Since the U.S. flamed out of the FIBA World Cup two weeks ago, a host of NBA superstars declared some level of intent to play for the U.S. Olympic team next year: Stephen Curry, James Harden, Russell Westbrook and Anthony Davis to name the most high profile.
LeBron James stopped short of saying he planned to be in Tokyo in July. He was asked about it Friday.
“Team USA? Um … I don’t know,” James said. “See how I can do throughout this season. I will address that at some point, hopefully have an opportunity to have a conversation with Coach [Gregg Popovich].”
While James was named to a preliminary 35-man national team player pool in April, along with every other top American, he hasn’t publicly committed to accepting one of the 12 roster spots, should he be offered one.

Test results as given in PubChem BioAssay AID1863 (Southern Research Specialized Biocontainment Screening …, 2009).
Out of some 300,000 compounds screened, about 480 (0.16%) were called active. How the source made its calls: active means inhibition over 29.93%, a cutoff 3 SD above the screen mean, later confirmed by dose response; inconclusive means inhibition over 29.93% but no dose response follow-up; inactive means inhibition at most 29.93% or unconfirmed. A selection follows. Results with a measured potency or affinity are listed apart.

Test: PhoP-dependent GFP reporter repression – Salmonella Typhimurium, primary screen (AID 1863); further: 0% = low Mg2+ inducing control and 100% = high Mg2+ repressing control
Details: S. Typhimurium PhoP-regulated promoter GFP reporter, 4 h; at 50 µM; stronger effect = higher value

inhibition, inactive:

James, who turns 35 on Dec. 30, will be older come the Tokyo Opening Ceremony than all but one previous U.S. Olympic men’s basketball player (Larry Bird). He announced six weeks before the Rio Games that he would skip that tournament rather than play at the Games for a fourth straight time.
But James could be swayed with Popovich taking over for Mike Krzyzewski this Olympic cycle. He has called Popovich the greatest coach in the league and said that the Spurs’ leader’s hiring “factors a lot” into his decision on Tokyo 2020.
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